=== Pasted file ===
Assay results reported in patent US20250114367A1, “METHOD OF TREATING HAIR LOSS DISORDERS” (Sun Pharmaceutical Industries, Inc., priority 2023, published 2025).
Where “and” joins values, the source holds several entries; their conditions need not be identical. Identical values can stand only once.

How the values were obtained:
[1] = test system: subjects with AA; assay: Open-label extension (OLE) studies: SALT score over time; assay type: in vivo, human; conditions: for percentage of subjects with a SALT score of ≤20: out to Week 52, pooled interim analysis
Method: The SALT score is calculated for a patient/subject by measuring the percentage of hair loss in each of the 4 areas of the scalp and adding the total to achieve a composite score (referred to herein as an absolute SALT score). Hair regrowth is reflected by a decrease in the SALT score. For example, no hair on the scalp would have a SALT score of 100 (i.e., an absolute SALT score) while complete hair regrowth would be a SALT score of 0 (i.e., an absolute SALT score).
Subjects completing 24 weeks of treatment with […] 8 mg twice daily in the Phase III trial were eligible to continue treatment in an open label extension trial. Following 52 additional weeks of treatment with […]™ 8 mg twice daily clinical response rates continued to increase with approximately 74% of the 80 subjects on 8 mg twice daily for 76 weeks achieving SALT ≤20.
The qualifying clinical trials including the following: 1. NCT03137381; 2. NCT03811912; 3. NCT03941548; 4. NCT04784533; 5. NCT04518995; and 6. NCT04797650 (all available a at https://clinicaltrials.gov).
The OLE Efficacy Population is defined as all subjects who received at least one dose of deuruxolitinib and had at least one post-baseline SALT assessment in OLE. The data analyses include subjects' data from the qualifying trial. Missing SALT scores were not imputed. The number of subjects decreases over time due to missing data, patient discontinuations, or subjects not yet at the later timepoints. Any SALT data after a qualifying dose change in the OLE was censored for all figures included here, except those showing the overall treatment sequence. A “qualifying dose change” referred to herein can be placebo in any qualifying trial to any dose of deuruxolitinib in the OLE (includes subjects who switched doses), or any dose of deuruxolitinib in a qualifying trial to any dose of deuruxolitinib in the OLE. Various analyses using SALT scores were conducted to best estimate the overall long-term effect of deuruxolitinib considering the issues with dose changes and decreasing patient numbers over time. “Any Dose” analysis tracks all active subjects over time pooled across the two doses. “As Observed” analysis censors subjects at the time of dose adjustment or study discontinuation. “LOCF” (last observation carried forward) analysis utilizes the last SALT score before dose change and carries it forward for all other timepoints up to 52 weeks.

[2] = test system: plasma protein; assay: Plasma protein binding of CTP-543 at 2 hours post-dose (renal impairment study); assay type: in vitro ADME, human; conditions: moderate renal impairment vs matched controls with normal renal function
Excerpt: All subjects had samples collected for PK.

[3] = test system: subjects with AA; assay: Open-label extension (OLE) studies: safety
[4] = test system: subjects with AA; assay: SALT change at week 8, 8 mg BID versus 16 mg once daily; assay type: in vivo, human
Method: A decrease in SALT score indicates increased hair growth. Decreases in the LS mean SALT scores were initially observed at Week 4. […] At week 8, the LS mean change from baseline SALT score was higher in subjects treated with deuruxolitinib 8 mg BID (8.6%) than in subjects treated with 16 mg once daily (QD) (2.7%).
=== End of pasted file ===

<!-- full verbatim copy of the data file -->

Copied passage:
Assay results reported in patent US20250114367A1, “METHOD OF TREATING HAIR LOSS DISORDERS” (Sun Pharmaceutical Industries, Inc., priority 2023, published 2025).
Where “and” joins values, the source holds several entries; their conditions need not be identical. Identical values can stand only once.

How the values were obtained:
[1] = test system: subjects with AA; assay: Open-label extension (OLE) studies: SALT score over time; assay type: in vivo, human; conditions: for percentage of subjects with a SALT score of ≤20: out to Week 52, pooled interim analysis
Method: The SALT score is calculated for a patient/subject by measuring the percentage of hair loss in each of the 4 areas of the scalp and adding the total to achieve a composite score (referred to herein as an absolute SALT score). Hair regrowth is reflected by a decrease in the SALT score. For example, no hair on the scalp would have a SALT score of 100 (i.e., an absolute SALT score) while complete hair regrowth would be a SALT score of 0 (i.e., an absolute SALT score).
Subjects completing 24 weeks of treatment with […] 8 mg twice daily in the Phase III trial were eligible to continue treatment in an open label extension trial. Following 52 additional weeks of treatment with […]™ 8 mg twice daily clinical response rates continued to increase with approximately 74% of the 80 subjects on 8 mg twice daily for 76 weeks achieving SALT ≤20.
The qualifying clinical trials including the following: 1. NCT03137381; 2. NCT03811912; 3. NCT03941548; 4. NCT04784533; 5. NCT04518995; and 6. NCT04797650 (all available a at https://clinicaltrials.gov).
The OLE Efficacy Population is defined as all subjects who received at least one dose of deuruxolitinib and had at least one post-baseline SALT assessment in OLE. The data analyses include subjects' data from the qualifying trial. Missing SALT scores were not imputed. The number of subjects decreases over time due to missing data, patient discontinuations, or subjects not yet at the later timepoints. Any SALT data after a qualifying dose change in the OLE was censored for all figures included here, except those showing the overall treatment sequence. A “qualifying dose change” referred to herein can be placebo in any qualifying trial to any dose of deuruxolitinib in the OLE (includes subjects who switched doses), or any dose of deuruxolitinib in a qualifying trial to any dose of deuruxolitinib in the OLE. Various analyses using SALT scores were conducted to best estimate the overall long-term effect of deuruxolitinib considering the issues with dose changes and decreasing patient numbers over time. “Any Dose” analysis tracks all active subjects over time pooled across the two doses. “As Observed” analysis censors subjects at the time of dose adjustment or study discontinuation. “LOCF” (last observation carried forward) analysis utilizes the last SALT score before dose change and carries it forward for all other timepoints up to 52 weeks.

[2] = test system: plasma protein; assay: Plasma protein binding of CTP-543 at 2 hours post-dose (renal impairment study); assay type: in vitro ADME, human; conditions: moderate renal impairment vs matched controls with normal renal function
Excerpt: All subjects had samples collected for PK.

[3] = test system: subjects with AA; assay: Open-label extension (OLE) studies: safety
[4] = test system: subjects with AA; assay: SALT change at week 8, 8 mg BID versus 16 mg once daily; assay type: in vivo, human
Method: A decrease in SALT score indicates increased hair growth. Decreases in the LS mean SALT scores were initially observed at Week 4. […] At week 8, the LS mean change from baseline SALT score was higher in subjects treated with deuruxolitinib 8 mg BID (8.6%) than in subjects treated with 16 mg once daily (QD) (2.7%).